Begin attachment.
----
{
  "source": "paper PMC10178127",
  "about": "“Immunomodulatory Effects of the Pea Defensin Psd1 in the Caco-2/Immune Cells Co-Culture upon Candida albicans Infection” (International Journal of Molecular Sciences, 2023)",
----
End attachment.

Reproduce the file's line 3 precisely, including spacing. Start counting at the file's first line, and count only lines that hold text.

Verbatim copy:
  "about": "“Immunomodulatory Effects of the Pea Defensin Psd1 in the Caco-2/Immune Cells Co-Culture upon Candida albicans Infection” (International Journal of Molecular Sciences, 2023)",